Hartford Leads Area in Growth of Home Prices
But Higher Prices Limit Choices of Those with Lower Incomes
by Mike Swift
Home purchases by immigrants. Demolition of the city's worst public
housing. Educational and financial programs that expanded the pool
of homebuyers. Slow but visible progress on a massive state-financed
downtown building program.
And, perhaps most of all, rock-bottom housing prices that persisted
well into the economic boom of the 1990s.
Those factors have combined to give Hartford a surprising regional
distinction: The city had the largest growth in housing prices by
percentage in Greater Hartford over the past five years.
A new survey by the Capitol Region Council of Governments found
that the median housing price in Hartford jumped by 76.5 percent
between 1999 and 2004, the largest increase by percentage in the
29-town region. The next largest percentage gains were in Suffield,
Marlborough and West Hartford, which recorded growth of 73 percent,
69.7 percent and 64.1 percent, respectively.
At a median sale price of $148,300 in 2004, Hartford's median housing
price in 2004 is not reminding anyone of Beacon Hill in Boston or
the Upper East Side of Manhattan. The Hartford median is less than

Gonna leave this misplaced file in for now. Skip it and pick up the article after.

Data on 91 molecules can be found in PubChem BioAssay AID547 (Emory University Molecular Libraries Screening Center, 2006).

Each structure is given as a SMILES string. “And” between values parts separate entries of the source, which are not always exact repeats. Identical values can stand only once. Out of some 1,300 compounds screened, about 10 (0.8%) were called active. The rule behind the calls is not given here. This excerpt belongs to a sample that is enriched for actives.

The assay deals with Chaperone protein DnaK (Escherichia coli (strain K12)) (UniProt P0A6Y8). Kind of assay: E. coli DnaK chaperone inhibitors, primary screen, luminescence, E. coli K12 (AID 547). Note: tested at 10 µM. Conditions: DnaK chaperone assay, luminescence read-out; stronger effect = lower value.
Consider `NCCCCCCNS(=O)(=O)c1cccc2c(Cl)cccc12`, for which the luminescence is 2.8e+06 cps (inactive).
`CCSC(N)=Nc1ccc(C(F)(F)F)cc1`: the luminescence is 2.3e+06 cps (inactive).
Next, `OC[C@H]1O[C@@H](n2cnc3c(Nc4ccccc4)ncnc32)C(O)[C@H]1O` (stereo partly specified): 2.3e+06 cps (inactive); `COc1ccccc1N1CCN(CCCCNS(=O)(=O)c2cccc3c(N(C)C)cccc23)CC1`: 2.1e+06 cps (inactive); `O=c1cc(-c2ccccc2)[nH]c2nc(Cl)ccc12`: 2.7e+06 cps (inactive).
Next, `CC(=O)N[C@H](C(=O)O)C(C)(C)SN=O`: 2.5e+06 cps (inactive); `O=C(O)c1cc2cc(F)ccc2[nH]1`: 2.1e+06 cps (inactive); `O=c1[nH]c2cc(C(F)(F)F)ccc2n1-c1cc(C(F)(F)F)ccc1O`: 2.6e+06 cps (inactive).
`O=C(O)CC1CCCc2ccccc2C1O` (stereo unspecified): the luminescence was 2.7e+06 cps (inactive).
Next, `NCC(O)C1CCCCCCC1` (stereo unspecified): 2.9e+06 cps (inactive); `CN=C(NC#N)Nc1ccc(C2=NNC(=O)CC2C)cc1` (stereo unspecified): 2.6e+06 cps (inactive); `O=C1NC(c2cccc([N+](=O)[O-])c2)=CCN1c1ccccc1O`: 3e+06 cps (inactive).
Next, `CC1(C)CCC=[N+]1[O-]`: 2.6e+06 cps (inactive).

half that of the priciest town, Avon, at $361,665. But Hartford's
housing values match a surge in values in other Connecticut cities,
notably in New Haven and Bridgeport.
For the first time since 1997, Hartford does not have the lowest
median housing price in metro Hartford. That distinction now belongs
to East Hartford, where the median sale price of a home was $145,000.
As recently as 1999, the median sale price of a home in Hartford
“I remember we couldn't give stuff away in the Linden [a
downtown Hartford condominium building], and now, just try to buy
something there,” said Curtiss Clemens Sr., president of Century
21 Clemens & Sons Realty Inc. “The prices had dropped so
dramatically in the city that when this resurgence came up, they
went up a lot more quickly.”
While the substantial jump in housing prices many towns recorded
during the first years of this decade were good news for those who
own a home, higher prices are becoming a barrier to homeownership
for many people, the CRCOG study said.
Higher housing prices are “really limiting the choice for
individuals of low and moderate incomes,” said Mary Ellen Kowalewski,
director of community development for the council of governments.
Three years ago, 40 percent of the region's homes sold at prices
affordable to “moderate income” households -- those earning
80 percent of the region's median income. The current median income
is $48,024. In 2004, just 23 percent of homes sold for $141,000 or
less, prices affordable to people at that moderate income threshold.
The share of homes affordable to “low-income” people,
households with incomes less than half the regional median, slipped
to 8.4 percent in 2004 from 15 percent in 2001. The largest number
of sales in the Capitol Region, the CRCOG survey found, were between
$300,000 and $500,000 -- well above the range considered “affordable.”